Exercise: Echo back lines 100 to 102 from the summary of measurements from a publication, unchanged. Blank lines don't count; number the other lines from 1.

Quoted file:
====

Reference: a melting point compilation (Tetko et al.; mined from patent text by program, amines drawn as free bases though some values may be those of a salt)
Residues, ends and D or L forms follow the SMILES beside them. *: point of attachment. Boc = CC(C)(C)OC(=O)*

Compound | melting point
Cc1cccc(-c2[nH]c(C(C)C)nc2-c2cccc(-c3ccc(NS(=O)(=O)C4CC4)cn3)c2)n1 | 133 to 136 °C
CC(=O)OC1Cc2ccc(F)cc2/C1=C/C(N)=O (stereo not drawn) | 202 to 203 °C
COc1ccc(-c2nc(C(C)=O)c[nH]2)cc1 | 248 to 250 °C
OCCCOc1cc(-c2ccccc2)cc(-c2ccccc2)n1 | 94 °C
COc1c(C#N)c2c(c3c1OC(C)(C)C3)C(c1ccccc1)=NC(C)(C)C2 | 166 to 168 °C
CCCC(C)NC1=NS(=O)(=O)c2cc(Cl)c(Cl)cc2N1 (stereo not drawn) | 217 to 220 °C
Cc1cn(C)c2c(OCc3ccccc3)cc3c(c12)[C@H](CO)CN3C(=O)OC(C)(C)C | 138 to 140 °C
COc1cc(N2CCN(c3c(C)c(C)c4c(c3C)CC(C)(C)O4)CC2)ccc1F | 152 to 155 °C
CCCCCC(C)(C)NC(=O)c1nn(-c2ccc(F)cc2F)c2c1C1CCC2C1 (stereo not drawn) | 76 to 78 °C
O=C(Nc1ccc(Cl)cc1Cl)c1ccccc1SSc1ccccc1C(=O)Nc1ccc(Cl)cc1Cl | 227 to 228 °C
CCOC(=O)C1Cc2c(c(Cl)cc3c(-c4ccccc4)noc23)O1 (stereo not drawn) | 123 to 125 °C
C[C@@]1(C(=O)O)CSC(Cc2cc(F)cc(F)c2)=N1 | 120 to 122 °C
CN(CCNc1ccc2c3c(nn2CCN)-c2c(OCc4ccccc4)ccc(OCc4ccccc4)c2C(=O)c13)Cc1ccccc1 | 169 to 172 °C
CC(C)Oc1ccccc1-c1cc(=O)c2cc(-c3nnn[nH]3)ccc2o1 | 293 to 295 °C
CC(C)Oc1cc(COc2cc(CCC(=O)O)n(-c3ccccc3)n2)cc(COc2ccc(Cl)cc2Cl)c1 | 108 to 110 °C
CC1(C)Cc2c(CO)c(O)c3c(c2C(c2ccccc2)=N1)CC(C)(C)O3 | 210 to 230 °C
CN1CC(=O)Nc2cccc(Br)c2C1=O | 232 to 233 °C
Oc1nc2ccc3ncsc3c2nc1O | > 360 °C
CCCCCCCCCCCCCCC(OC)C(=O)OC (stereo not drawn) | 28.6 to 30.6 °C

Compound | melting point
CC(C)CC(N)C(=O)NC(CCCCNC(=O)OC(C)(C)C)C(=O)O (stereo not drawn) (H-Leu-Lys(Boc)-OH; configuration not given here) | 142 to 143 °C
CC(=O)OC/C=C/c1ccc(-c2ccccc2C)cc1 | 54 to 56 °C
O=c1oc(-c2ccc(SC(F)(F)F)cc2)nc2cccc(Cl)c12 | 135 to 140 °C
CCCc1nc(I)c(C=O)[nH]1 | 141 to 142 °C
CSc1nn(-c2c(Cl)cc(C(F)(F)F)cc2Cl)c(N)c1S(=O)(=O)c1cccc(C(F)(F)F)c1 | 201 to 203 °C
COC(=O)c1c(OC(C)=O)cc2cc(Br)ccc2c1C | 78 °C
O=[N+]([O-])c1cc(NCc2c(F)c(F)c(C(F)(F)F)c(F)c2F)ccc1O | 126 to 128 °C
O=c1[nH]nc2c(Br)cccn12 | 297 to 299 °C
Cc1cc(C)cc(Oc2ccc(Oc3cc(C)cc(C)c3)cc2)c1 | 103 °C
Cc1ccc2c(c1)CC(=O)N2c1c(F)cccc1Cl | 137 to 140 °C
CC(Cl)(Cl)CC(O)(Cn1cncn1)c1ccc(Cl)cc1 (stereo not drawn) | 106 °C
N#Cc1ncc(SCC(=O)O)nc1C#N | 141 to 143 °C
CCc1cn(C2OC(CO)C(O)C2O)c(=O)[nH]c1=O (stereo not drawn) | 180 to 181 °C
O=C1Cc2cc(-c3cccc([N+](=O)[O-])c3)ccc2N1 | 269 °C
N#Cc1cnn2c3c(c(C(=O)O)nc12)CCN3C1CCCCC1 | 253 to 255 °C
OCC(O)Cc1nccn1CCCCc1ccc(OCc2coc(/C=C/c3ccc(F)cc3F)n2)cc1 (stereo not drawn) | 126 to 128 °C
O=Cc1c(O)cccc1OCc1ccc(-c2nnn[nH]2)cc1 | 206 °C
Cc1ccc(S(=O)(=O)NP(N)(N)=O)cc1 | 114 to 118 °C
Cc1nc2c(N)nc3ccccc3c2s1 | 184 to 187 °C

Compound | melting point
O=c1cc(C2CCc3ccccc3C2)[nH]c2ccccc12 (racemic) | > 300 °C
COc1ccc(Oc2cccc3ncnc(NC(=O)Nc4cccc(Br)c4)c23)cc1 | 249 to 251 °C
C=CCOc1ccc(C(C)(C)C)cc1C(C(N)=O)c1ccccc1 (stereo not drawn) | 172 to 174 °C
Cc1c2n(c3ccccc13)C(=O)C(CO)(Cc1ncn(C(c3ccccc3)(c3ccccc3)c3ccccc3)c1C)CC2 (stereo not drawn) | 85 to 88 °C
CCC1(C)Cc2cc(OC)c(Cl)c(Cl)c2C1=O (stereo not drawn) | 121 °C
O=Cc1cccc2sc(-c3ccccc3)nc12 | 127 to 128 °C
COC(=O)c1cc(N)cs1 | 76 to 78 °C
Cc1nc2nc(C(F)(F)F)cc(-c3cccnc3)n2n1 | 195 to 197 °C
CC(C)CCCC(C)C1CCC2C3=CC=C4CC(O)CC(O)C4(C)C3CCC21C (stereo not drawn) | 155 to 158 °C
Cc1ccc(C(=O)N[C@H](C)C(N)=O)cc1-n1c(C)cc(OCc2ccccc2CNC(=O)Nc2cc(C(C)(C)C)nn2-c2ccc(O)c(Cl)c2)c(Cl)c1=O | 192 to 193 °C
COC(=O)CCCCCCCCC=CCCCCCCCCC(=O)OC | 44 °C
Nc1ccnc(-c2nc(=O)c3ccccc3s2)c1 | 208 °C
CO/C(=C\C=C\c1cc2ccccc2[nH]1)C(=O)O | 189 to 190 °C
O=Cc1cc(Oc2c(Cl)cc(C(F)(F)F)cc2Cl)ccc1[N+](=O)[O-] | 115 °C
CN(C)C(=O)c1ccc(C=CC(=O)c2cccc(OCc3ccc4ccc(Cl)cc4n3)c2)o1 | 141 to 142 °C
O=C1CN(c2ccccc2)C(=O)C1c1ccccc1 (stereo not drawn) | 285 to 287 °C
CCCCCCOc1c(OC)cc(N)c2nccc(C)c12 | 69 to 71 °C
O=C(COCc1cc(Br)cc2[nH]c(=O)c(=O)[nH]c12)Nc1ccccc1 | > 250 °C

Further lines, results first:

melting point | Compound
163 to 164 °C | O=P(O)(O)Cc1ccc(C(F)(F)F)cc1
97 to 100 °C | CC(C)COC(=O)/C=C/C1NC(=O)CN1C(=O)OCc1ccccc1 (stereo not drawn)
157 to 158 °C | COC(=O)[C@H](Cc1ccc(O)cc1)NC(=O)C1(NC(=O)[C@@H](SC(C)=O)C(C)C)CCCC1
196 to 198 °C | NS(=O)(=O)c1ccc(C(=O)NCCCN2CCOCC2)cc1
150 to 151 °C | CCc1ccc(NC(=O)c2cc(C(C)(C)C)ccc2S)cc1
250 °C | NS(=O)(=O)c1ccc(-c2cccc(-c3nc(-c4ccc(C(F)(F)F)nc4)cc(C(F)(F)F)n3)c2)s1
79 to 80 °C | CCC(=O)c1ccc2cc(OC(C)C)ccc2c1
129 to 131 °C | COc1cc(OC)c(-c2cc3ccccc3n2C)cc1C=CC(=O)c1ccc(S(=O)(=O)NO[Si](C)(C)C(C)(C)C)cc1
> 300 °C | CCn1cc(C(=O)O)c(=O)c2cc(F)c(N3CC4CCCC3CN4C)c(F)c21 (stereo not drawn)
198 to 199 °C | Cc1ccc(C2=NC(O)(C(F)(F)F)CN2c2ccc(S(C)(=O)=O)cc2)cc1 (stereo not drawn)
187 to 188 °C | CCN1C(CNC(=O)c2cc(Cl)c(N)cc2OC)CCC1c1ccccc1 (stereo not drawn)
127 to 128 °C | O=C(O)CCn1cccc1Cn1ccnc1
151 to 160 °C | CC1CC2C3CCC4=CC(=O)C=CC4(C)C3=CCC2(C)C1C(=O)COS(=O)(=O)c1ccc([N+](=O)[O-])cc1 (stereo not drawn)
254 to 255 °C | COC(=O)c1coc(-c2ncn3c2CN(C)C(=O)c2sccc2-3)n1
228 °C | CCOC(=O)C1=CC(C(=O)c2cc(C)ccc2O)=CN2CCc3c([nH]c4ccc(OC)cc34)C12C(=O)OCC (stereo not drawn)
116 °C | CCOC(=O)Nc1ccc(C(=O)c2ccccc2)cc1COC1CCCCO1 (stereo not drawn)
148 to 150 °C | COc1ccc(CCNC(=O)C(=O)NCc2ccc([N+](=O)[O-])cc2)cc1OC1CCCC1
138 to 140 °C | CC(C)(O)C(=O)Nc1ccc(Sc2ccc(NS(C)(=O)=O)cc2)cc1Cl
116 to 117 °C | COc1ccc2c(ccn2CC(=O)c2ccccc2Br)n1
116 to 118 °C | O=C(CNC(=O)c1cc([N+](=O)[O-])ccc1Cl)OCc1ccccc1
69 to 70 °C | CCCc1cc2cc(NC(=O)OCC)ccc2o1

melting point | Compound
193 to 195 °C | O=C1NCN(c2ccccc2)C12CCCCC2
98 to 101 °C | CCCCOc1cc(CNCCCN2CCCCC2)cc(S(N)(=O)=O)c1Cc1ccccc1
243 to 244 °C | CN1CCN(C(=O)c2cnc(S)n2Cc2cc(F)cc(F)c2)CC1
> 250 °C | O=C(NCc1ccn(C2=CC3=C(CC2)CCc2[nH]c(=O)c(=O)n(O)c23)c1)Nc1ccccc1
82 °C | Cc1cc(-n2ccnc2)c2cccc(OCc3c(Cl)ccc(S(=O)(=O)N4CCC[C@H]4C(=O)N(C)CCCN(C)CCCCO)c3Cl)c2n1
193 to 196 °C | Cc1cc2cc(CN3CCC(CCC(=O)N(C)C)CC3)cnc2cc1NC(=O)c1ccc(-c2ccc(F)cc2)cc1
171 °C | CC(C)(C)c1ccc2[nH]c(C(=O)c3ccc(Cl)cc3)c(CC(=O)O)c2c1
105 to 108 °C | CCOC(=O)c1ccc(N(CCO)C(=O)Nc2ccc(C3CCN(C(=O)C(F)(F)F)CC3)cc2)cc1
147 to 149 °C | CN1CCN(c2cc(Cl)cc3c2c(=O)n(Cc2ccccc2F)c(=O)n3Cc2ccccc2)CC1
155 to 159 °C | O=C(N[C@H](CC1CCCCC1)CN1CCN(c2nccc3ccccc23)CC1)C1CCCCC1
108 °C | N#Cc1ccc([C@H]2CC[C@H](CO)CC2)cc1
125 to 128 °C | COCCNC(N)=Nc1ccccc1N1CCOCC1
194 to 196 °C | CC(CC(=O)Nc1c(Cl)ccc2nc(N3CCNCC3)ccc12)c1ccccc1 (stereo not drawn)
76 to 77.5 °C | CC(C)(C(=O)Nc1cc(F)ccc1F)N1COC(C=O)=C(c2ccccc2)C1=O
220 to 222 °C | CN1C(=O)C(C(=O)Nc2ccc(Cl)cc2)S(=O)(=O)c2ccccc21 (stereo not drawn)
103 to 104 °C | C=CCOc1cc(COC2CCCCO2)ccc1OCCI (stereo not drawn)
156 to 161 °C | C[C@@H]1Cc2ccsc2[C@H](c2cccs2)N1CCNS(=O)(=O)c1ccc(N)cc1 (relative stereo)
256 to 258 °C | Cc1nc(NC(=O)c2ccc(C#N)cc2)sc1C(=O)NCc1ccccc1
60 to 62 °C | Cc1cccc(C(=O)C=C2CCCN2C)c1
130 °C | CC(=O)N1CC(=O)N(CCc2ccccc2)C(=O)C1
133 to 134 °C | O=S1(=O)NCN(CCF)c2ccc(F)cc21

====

220 to 222 °C | CN1C(=O)C(C(=O)Nc2ccc(Cl)cc2)S(=O)(=O)c2ccccc21 (stereo not drawn)
103 to 104 °C | C=CCOc1cc(COC2CCCCO2)ccc1OCCI (stereo not drawn)
156 to 161 °C | C[C@@H]1Cc2ccsc2[C@H](c2cccs2)N1CCNS(=O)(=O)c1ccc(N)cc1 (relative stereo)